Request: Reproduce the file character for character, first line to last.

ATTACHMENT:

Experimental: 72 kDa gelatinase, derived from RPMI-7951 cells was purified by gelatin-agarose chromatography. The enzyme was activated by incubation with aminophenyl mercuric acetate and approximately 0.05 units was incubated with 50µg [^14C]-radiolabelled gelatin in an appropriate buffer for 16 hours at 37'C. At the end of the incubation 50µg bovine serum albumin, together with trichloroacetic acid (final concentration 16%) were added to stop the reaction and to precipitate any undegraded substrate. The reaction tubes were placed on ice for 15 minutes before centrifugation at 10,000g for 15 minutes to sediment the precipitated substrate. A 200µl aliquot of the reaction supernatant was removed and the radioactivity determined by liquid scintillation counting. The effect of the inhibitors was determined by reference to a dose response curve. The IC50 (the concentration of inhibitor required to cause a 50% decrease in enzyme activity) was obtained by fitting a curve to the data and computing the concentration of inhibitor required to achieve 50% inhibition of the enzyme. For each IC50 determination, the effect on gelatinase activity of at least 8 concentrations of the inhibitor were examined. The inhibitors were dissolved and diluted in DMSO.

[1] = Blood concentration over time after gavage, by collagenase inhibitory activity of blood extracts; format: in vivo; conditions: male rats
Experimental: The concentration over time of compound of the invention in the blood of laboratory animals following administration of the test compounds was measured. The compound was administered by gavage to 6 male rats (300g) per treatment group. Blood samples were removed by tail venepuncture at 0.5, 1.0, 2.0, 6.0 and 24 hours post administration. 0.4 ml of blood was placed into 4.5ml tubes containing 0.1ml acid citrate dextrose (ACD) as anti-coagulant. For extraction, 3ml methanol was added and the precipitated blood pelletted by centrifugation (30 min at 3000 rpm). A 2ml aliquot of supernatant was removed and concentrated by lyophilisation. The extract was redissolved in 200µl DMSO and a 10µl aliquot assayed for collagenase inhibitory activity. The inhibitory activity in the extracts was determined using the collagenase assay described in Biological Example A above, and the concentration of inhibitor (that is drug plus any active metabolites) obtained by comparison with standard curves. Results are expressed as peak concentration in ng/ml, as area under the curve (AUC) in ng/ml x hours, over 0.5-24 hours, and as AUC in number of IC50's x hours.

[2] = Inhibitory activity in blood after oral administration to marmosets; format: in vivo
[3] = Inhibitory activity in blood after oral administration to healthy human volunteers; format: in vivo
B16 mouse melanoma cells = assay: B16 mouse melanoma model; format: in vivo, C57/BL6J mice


Experimental: 72 kDa gelatinase, derived from RPMI-7951 cells was purified by gelatin-agarose chromatography. The enzyme was activated by incubation with aminophenyl mercuric acetate and approximately 0.05 units was incubated with 50µg [^14C]-radiolabelled gelatin in an appropriate buffer for 16 hours at 37'C. At the end of the incubation 50µg bovine serum albumin, together with trichloroacetic acid (final concentration 16%) were added to stop the reaction and to precipitate any undegraded substrate. The reaction tubes were placed on ice for 15 minutes before centrifugation at 10,000g for 15 minutes to sediment the precipitated substrate. A 200µl aliquot of the reaction supernatant was removed and the radioactivity determined by liquid scintillation counting. The effect of the inhibitors was determined by reference to a dose response curve. The IC50 (the concentration of inhibitor required to cause a 50% decrease in enzyme activity) was obtained by fitting a curve to the data and computing the concentration of inhibitor required to achieve 50% inhibition of the enzyme. For each IC50 determination, the effect on gelatinase activity of at least 8 concentrations of the inhibitor were examined. The inhibitors were dissolved and diluted in DMSO.

[1] = Blood concentration over time after gavage, by collagenase inhibitory activity of blood extracts; format: in vivo; conditions: male rats
Experimental: The concentration over time of compound of the invention in the blood of laboratory animals following administration of the test compounds was measured. The compound was administered by gavage to 6 male rats (300g) per treatment group. Blood samples were removed by tail venepuncture at 0.5, 1.0, 2.0, 6.0 and 24 hours post administration. 0.4 ml of blood was placed into 4.5ml tubes containing 0.1ml acid citrate dextrose (ACD) as anti-coagulant. For extraction, 3ml methanol was added and the precipitated blood pelletted by centrifugation (30 min at 3000 rpm). A 2ml aliquot of supernatant was removed and concentrated by lyophilisation. The extract was redissolved in 200µl DMSO and a 10µl aliquot assayed for collagenase inhibitory activity. The inhibitory activity in the extracts was determined using the collagenase assay described in Biological Example A above, and the concentration of inhibitor (that is drug plus any active metabolites) obtained by comparison with standard curves. Results are expressed as peak concentration in ng/ml, as area under the curve (AUC) in ng/ml x hours, over 0.5-24 hours, and as AUC in number of IC50's x hours.

[2] = Inhibitory activity in blood after oral administration to marmosets; format: in vivo
[3] = Inhibitory activity in blood after oral administration to healthy human volunteers; format: in vivo
B16 mouse melanoma cells = assay: B16 mouse melanoma model; format: in vivo, C57/BL6J mice